THE government appointment of a “seventh minister” is nothing more than a Cook Islands Party strategy to stay in power, says the Opposition.
Ousted Rakahanga MP Toka Hagai has been earmarked for the new non-voting ministerial position. He is expected to take up the portfolio of the fisheries ministry, held by prime minister Henry Puna.
Hagai will be sworn in as the seventh minister if he is cleared of the “treating” allegation that has been investigated by police, under an electoral appeal.
But in Parliament, Ngatangiia MP Tamaiva Tuavera said the appointment was a “political whim” and hugely unfair to the taxpayers who were lumbered with extra cost.
The prime minister disagreed, saying the MP was making a remark that needed to be proven.
“He is saying the appointment of a seventh minister is to allow the current government to stay in office,” Puna retorted. “I want him to prove how that can be done and what he means by that statement.”
MP Tuavera said he was just curious – because the government was refusing to say who the seventh minister would be. Yet there was a Budget allocation to fund this “ghost position”, he added.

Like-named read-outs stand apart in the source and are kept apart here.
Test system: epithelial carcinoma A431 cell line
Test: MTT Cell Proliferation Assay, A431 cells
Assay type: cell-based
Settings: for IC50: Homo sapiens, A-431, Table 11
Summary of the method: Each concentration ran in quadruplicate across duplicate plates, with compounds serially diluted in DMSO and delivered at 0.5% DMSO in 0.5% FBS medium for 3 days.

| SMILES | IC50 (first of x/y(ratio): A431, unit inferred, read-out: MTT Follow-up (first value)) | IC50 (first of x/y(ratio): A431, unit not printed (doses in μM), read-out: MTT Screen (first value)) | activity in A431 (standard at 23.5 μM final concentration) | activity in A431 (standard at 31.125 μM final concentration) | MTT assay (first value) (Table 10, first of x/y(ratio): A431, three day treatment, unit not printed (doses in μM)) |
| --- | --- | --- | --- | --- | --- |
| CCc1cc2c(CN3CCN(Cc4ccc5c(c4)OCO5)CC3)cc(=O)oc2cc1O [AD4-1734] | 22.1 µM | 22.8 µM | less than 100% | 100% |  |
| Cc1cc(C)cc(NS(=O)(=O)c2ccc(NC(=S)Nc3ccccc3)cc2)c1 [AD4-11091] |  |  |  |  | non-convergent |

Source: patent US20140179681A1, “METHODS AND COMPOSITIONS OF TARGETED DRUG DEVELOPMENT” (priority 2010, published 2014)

A group lobbying for political reform had challenged the integrity of the current government, Tuavera added, saying it was failing to deliver democracy for the Cook Islands people.
The seventh minister’s office has been allocated $290,000 in the Budget for the 2019/20 financial year.
Deputy prime minister Mark Brown also hit back at Tuavera, saying his claim it was a government move to retain power was “just total fabrication and totally incorrect”.
The law stated they could appoint a seventh minister with the full power and authority of a minister, who may also sit in Parliament. However this minister would not have any voting power.
“This position of the seventh minister was created over 20 years ago and I think approved by the Democratic Party government,” Brown said.
“And from what I read, it was created with the expectation that Cabinet could add someone to their rank to provide more strength and rigour. In fact the principle behind the seventh minister was somebody who has strong finance or business qualification or background.
“The implication was Cabinet ministers were not strong in these areas – in fact the implication was they were dumb and they needed somebody clever to be appointed as a seventh minister. And it sounded very patronising when I read through that.”
Brown said the challenges now for Cabinet ministers compared to 20 years ago have increased and the appointment of a seventh minister was merely to share the workload they currently face.
“Therefore the opportunity to appoint a seventh minister is fully justified. It is fully justified and it’s fully legal. Twenty years ago the people in power put this into law to allow the appointment of a seventh minster with the expectation it would be utilised in future years. That’s what this government is doing, we are following the law and putting in place provision for the appointment of a seventh minister. Nothing more, nothing less.”